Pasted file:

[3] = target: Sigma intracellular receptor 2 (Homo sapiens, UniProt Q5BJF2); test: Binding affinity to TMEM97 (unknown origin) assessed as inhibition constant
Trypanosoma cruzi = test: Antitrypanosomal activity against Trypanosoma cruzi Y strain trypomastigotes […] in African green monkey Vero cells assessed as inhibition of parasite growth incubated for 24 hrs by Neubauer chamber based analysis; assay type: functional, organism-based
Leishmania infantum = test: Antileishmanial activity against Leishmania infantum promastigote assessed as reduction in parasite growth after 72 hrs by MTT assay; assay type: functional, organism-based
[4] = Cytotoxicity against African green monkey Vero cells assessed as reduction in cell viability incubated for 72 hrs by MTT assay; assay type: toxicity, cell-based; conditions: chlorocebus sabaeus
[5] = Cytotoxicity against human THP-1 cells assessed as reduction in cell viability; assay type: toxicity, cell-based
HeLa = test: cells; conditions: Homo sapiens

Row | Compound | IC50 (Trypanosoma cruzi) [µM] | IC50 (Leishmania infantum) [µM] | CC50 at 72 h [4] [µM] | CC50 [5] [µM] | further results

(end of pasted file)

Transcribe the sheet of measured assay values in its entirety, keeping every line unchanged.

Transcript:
[3] = target: Sigma intracellular receptor 2 (Homo sapiens, UniProt Q5BJF2); test: Binding affinity to TMEM97 (unknown origin) assessed as inhibition constant
Trypanosoma cruzi = test: Antitrypanosomal activity against Trypanosoma cruzi Y strain trypomastigotes […] in African green monkey Vero cells assessed as inhibition of parasite growth incubated for 24 hrs by Neubauer chamber based analysis; assay type: functional, organism-based
Leishmania infantum = test: Antileishmanial activity against Leishmania infantum promastigote assessed as reduction in parasite growth after 72 hrs by MTT assay; assay type: functional, organism-based
[4] = Cytotoxicity against African green monkey Vero cells assessed as reduction in cell viability incubated for 72 hrs by MTT assay; assay type: toxicity, cell-based; conditions: chlorocebus sabaeus
[5] = Cytotoxicity against human THP-1 cells assessed as reduction in cell viability; assay type: toxicity, cell-based
HeLa = test: cells; conditions: Homo sapiens

Row | Compound | IC50 (Trypanosoma cruzi) [µM] | IC50 (Leishmania infantum) [µM] | CC50 at 72 h [4] [µM] | CC50 [5] [µM] | further results